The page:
9th Circuit Clarifies Brekka: Employees Can Be Criminally Prosecuted for Violating Their Employer’s Computer Policies

In California, Washington, Oregon, Alaska, Montana, Arizona, Nevada and Idaho – states covered by the 9th Circuit Court of Appeals — the answer as of yesterday is an emphatic “YES.” In U.S. v. Nosal, 2011 WL 1585600 (9th Cir. April 28, 2011) the court clarified its decision in LVRC Holdings LLC v. Brekka, 581 F.3d 1127, 1131 (9th Cir. 2009) which up until now was considered to be a bar to using the Computer Fraud and Abuse Act (“CFAA”), the federal computer crime statute, against employees who stole their employer’s computer data. This case places the 9th Circuit in sync with the other Circuit Courts that permit the CFAA to be used against employees who steal data from the company computers.

The CFAA, while primarily a criminal statute, permits victims of computer crime, including companies, to bring civil actions for damages and injunctive relief based on violations of the statute. Title 18, U.S.C. §1030. A key element in proving either a civil or criminal violation of the CFAA is that the employee accessed the company computer “without authorization” or “exceed [ed] authorized access.” Brekka has been cited for the simplistic proposition that employees have permission to access the company computers and, thus, by definition cannot access the company computers without authorization.

David Nosal, a Korn/Ferry executive, was indicted for stealing confidential data from the company computers prior to joining a competitor. Nosal had allegedly recruited “three Korn/Ferry employees to help him start a competing business.” Id. at *2. According to the Indictment, these employees, “using their user accounts to access the Korn/Ferry computer system” “transferred to Nosal source lists, names, and contact information from the ‘Searcher’ database – a ‘highly confidential and proprietary database of executives and companies’ – which was considered by Korn/Ferry ‘to be one of the most comprehensive databases of executive candidates in the world.’” Id.

The district court had originally upheld the CFAA counts against Nosal based on precedent in other Circuits but changed its decision and dismissed the counts after the Brekka decision. The government appealed, relying on Korn/Ferry’s computer policies that restricted the scope of employees’ access to the company computers including one that “restricted the use and disclosure of all such information, except for legitimate Korn/Ferry business.” Id. The government argued that based on these policies, Nosal had exceeded authorized access.

The court agreed with the government, citing the statutory definition of ‘exceeds authorized access” which means “to access a computer with authorization and to use such access to obtain or alter information in the computer that the accesser is not entitled so to obtain or alter.” The court held that the word “so” in the statutory definition “refers to an accesser who is not entitled to access information in a certain manner. Id. at *4. Thus, the court held that “an employee ‘exceeds authorized access’ under §1030 when he or she violates the employer’s computer access restrictions – including use restrictions.” Id.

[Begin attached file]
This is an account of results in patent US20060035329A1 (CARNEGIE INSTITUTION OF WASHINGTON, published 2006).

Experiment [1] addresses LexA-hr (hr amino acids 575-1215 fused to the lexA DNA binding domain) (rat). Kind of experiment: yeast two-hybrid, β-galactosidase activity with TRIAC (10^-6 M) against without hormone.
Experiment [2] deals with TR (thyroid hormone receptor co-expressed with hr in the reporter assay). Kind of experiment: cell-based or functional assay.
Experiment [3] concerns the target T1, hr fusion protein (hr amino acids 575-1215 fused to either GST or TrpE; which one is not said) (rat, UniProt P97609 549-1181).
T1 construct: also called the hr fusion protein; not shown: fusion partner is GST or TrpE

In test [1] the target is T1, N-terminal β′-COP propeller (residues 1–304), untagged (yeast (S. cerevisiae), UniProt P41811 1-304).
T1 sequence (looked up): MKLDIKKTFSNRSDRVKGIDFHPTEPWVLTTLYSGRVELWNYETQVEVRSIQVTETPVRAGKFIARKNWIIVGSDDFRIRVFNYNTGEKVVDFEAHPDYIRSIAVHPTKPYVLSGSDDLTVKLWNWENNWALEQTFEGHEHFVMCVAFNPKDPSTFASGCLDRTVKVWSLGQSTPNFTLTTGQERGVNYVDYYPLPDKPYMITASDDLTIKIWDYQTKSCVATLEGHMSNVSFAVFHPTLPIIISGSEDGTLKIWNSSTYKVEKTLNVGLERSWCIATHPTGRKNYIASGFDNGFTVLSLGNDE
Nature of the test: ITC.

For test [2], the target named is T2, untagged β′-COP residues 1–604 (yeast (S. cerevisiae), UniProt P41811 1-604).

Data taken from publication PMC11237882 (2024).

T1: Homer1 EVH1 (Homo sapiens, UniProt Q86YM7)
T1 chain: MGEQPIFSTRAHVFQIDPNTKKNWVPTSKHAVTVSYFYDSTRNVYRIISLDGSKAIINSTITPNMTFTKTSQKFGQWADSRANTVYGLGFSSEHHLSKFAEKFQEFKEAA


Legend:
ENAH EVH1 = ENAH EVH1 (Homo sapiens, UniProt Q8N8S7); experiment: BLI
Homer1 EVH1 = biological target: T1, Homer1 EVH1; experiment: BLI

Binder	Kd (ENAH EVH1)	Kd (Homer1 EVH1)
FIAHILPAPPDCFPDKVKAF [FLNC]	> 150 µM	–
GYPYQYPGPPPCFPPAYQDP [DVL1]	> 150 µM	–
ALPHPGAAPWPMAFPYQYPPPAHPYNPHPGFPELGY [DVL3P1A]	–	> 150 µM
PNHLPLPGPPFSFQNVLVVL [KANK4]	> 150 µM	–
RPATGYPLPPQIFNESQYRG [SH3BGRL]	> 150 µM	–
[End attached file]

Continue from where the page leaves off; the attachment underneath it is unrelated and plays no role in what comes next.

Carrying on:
Nosal distinguished its prior decision in Brekka on the facts — “[b]ecause LVRC [the employer] had not notified Brekka of any restrictions on his access to the computer, Brekka had no way to know whether – or when – his access would have become unauthorized.” Id at *6. The key difference was the Korn/Ferry computer policies. The court concluded “as long as an employee has some permission to use the computer for some purpose, that employee accesses the computer with authorization even if the employee acts with a fraudulent intent.” Id. Thus, “as long as the employee has knowledge of the employer’s limitations on that authorization, the employee ‘exceeds authorized access’ when the employee violates those limitations.” The court emphasized, “[i]t is as simple as that.” Id.

Finally, the court directly responded to Nosal’s argument that its decision “will make criminals out of millions of employees who might use their work computers for personal use, for example to access their personal email accounts or to check the latest college basketball scores.” Id. at *7. The court pointed out that the CFAA “does not criminalize the mere violation of an employer’s use restrictions.” Id. Rather, the employee must evince an intent to defraud and take something of value. Thus, there must be more than “[s]imply using a work computer in a manner that violates an employer’s use restrictions.” Id.

This case is all about instituting clear and conspicuous computer use policies. (“Korn/Ferry employees were subject to a computer use policy that placed clear and conspicuous restrictions on the employee’s access to the system in general and to the Searcher database in particular” Id). The major take away from the Nosal decision is that every company that is serious about protecting its computer data should have comprehensive computer policies that clearly spell out the scope of their employees’ authorization to access the company computers. It is no longer a viable option to do nothing.